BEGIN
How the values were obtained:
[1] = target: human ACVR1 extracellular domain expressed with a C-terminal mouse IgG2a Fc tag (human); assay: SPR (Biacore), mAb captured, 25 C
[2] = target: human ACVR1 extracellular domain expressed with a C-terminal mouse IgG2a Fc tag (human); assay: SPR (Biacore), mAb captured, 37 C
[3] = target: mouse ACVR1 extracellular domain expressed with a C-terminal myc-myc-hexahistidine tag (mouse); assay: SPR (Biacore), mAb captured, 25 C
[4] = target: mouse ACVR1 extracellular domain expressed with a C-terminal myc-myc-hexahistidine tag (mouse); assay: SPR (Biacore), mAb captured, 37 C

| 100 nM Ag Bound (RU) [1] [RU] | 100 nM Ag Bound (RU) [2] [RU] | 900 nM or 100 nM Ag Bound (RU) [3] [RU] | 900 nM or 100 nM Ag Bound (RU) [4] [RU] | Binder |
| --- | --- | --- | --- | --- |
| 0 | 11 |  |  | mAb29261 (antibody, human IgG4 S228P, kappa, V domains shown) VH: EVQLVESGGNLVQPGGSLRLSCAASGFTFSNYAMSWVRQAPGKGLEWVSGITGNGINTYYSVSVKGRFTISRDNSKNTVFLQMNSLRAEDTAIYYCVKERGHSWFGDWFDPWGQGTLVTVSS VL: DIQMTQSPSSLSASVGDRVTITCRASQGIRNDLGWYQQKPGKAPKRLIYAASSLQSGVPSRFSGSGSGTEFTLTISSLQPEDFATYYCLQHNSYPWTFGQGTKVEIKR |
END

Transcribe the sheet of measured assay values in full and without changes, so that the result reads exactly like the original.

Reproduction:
How the values were obtained:
[1] = target: human ACVR1 extracellular domain expressed with a C-terminal mouse IgG2a Fc tag (human); assay: SPR (Biacore), mAb captured, 25 C
[2] = target: human ACVR1 extracellular domain expressed with a C-terminal mouse IgG2a Fc tag (human); assay: SPR (Biacore), mAb captured, 37 C
[3] = target: mouse ACVR1 extracellular domain expressed with a C-terminal myc-myc-hexahistidine tag (mouse); assay: SPR (Biacore), mAb captured, 25 C
[4] = target: mouse ACVR1 extracellular domain expressed with a C-terminal myc-myc-hexahistidine tag (mouse); assay: SPR (Biacore), mAb captured, 37 C

| 100 nM Ag Bound (RU) [1] [RU] | 100 nM Ag Bound (RU) [2] [RU] | 900 nM or 100 nM Ag Bound (RU) [3] [RU] | 900 nM or 100 nM Ag Bound (RU) [4] [RU] | Binder |
| --- | --- | --- | --- | --- |
| 0 | 11 |  |  | mAb29261 (antibody, human IgG4 S228P, kappa, V domains shown) VH: EVQLVESGGNLVQPGGSLRLSCAASGFTFSNYAMSWVRQAPGKGLEWVSGITGNGINTYYSVSVKGRFTISRDNSKNTVFLQMNSLRAEDTAIYYCVKERGHSWFGDWFDPWGQGTLVTVSS VL: DIQMTQSPSSLSASVGDRVTITCRASQGIRNDLGWYQQKPGKAPKRLIYAASSLQSGVPSRFSGSGSGTEFTLTISSLQPEDFATYYCLQHNSYPWTFGQGTKVEIKR |